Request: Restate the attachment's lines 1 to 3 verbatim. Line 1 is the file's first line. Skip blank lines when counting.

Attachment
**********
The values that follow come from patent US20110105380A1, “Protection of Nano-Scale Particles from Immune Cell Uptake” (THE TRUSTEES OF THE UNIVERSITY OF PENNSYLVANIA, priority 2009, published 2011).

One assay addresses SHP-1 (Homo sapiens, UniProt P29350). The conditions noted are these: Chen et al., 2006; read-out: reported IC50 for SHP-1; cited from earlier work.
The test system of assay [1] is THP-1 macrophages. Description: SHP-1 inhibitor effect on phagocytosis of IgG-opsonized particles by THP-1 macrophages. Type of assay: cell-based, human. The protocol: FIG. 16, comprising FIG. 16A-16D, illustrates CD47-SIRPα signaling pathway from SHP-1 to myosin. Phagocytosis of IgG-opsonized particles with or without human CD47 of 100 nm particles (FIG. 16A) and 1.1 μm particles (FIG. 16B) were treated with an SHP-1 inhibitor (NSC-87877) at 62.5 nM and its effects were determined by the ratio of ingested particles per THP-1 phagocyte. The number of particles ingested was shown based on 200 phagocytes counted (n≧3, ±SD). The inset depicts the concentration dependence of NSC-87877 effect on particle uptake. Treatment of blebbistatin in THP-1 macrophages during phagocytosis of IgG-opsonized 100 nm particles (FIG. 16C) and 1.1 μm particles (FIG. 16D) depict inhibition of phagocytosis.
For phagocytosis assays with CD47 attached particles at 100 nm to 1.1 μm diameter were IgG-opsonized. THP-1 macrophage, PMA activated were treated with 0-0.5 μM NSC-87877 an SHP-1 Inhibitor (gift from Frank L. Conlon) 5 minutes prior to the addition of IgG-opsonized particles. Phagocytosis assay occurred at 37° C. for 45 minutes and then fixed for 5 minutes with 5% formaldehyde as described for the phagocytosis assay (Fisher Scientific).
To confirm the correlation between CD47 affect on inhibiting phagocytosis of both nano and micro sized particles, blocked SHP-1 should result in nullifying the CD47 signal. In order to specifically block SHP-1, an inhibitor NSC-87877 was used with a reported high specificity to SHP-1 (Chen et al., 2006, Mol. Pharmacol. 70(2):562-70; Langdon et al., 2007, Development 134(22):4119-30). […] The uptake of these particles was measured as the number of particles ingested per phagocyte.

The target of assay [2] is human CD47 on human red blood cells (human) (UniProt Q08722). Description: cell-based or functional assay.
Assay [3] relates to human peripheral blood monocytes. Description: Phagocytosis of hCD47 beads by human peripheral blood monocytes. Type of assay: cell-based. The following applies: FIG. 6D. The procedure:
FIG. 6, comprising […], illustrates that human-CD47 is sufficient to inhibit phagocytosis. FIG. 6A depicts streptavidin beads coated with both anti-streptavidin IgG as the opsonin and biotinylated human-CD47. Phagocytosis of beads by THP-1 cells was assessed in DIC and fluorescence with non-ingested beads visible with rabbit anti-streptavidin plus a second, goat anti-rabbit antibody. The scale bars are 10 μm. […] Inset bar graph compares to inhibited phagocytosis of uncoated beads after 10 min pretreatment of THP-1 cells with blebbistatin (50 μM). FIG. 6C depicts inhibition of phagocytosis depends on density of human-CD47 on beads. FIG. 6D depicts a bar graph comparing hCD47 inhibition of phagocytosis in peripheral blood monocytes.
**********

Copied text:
The values that follow come from patent US20110105380A1, “Protection of Nano-Scale Particles from Immune Cell Uptake” (THE TRUSTEES OF THE UNIVERSITY OF PENNSYLVANIA, priority 2009, published 2011).

One assay addresses SHP-1 (Homo sapiens, UniProt P29350). The conditions noted are these: Chen et al., 2006; read-out: reported IC50 for SHP-1; cited from earlier work.
The test system of assay [1] is THP-1 macrophages. Description: SHP-1 inhibitor effect on phagocytosis of IgG-opsonized particles by THP-1 macrophages. Type of assay: cell-based, human. The protocol: FIG. 16, comprising FIG. 16A-16D, illustrates CD47-SIRPα signaling pathway from SHP-1 to myosin. Phagocytosis of IgG-opsonized particles with or without human CD47 of 100 nm particles (FIG. 16A) and 1.1 μm particles (FIG. 16B) were treated with an SHP-1 inhibitor (NSC-87877) at 62.5 nM and its effects were determined by the ratio of ingested particles per THP-1 phagocyte. The number of particles ingested was shown based on 200 phagocytes counted (n≧3, ±SD). The inset depicts the concentration dependence of NSC-87877 effect on particle uptake. Treatment of blebbistatin in THP-1 macrophages during phagocytosis of IgG-opsonized 100 nm particles (FIG. 16C) and 1.1 μm particles (FIG. 16D) depict inhibition of phagocytosis.